NEWARK, Del. -- The Produce for Better Health Foundation here will push harder to get organizations outside the industry to more directly promote its goal of increasing the per capita consumption of fruits and vegetables.
At the United Fresh Fruit and Vegetable Association's Convention in Orlando, Fla., PBH's president of three months, Elizabeth Pivonka, said she is committed not only to convincing the produce industry to do more to promote the 5 a Day for Better Health message, but also to getting schools, health care providers and nonproduce corporations more involved.
"In addition, we want to try to get people to use our public service announcement, and get people to, perhaps, pay to have our PSA on prime-time television," she said. "We can't do that nationally, but perhaps we can do it at the local level."
Despite PBH's goal to broaden participation, however, Pivonka said the future of the 5 a Day program remains in the hands and pockets of those who can reap the greatest reward: the produce industry.
"The best thing you can [put] on your product to promote increased sales is to promote the 5 a Day program," Pivonka said.
She said she hopes to see 75% of supermarkets promoting 5 a Day by the year 2000; to see at least 20 major national restaurant chains alter their menus to have more fruits and vegetables; and to get all the nation's schools saturated with the message.
"We want to influence purchase decisions where people make food choices," she said. "So if that means at the grocery store, at restaurants, at schools, at work sites, wherever people buy food, we want to make sure that we are there trying to influence their purchase decisions."
PBH began several months ago to publicize its Regional Partnership Program, a planned marketing blitz for major media markets. Pivonka said the foundation hopes the program will be grounded in 20 markets by the turn of the century.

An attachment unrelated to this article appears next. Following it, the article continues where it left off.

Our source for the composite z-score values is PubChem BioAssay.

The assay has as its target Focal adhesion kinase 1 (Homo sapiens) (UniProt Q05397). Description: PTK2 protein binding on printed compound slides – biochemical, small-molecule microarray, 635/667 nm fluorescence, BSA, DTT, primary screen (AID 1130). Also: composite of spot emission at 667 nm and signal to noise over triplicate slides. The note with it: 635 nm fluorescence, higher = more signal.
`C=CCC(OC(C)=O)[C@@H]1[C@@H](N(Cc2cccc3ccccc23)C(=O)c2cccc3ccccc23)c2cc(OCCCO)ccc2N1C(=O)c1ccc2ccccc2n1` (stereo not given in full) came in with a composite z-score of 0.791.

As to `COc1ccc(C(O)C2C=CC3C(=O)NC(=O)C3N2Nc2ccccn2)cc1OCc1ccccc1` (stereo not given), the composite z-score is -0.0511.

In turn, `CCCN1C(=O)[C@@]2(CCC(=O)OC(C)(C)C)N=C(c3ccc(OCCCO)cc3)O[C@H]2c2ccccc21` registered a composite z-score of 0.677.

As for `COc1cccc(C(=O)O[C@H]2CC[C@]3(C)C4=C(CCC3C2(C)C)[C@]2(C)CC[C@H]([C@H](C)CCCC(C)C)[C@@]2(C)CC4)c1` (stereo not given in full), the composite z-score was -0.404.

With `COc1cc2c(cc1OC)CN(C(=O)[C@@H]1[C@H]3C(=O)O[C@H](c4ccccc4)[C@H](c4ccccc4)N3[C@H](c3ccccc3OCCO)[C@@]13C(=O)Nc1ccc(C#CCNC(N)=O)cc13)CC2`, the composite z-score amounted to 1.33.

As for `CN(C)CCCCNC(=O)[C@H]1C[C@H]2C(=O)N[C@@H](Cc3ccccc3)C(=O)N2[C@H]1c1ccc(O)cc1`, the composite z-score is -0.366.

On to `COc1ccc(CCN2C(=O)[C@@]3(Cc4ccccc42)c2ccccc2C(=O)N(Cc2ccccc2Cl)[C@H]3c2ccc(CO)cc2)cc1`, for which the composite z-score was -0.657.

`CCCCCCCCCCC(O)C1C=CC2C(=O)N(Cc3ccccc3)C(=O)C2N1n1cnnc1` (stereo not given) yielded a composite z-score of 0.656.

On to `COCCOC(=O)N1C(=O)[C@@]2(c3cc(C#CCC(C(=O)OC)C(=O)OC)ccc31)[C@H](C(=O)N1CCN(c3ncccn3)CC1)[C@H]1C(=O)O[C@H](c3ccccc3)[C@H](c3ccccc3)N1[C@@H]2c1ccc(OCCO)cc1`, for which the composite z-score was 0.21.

Work is already under way in the first market, Philadelphia, she said, but she did not name other targets.
The foundation has begun conducting feasibility studies in Florida, Ohio and California, and has piqued some interest in Washington and Texas.
During the campaign's first three years, the PBH tracked the amount of money the industry spent on "in-kind" promotions, which included putting the logo on packaging, doing in-store promotions and providing educational materials using the logo or message.
In 1992, the produce industry was spending about $18 million on the 5 a Day program, and that figure rocketed to about $44 million in 1993. In 1995, the industry put about $50 million into the program.
Pivonka said 5 a Day has come far, but the industry needs to move it further ahead. "I would estimate probably only 15% to 20% of the products that could carry the 5 a Day logo are actually carrying the logo," she said. "The more they see that message, the more it hits home."
The PBH and the National Cancer Institute are pleased with the success the program has had, she said. The NCI, Bethesda, Md., which co-founded the program, recently concluded in a study that "5 a Day is far more successful than it should be, given the budget that it has to work with," Pivonka said.